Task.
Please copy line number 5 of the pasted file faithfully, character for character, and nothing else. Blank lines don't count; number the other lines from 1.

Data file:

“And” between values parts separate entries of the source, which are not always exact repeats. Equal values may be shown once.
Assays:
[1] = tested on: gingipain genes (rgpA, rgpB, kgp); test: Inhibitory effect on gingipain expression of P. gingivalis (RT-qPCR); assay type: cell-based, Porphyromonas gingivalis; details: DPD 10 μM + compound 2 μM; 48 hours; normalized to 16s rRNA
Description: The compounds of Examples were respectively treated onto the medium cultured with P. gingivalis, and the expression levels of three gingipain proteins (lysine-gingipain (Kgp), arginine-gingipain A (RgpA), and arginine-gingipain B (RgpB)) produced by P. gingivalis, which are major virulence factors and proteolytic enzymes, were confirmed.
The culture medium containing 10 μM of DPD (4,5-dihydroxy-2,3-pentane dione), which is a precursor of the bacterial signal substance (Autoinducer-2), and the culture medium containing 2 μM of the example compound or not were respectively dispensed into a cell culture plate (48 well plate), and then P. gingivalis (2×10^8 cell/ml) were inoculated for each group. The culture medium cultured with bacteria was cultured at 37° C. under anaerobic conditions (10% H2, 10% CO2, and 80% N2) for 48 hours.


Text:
The culture medium containing 10 μM of DPD (4,5-dihydroxy-2,3-pentane dione), which is a precursor of the bacterial signal substance (Autoinducer-2), and the culture medium containing 2 μM of the example compound or not were respectively dispensed into a cell culture plate (48 well plate), and then P. gingivalis (2×10^8 cell/ml) were inoculated for each group. The culture medium cultured with bacteria was cultured at 37° C. under anaerobic conditions (10% H2, 10% CO2, and 80% N2) for 48 hours.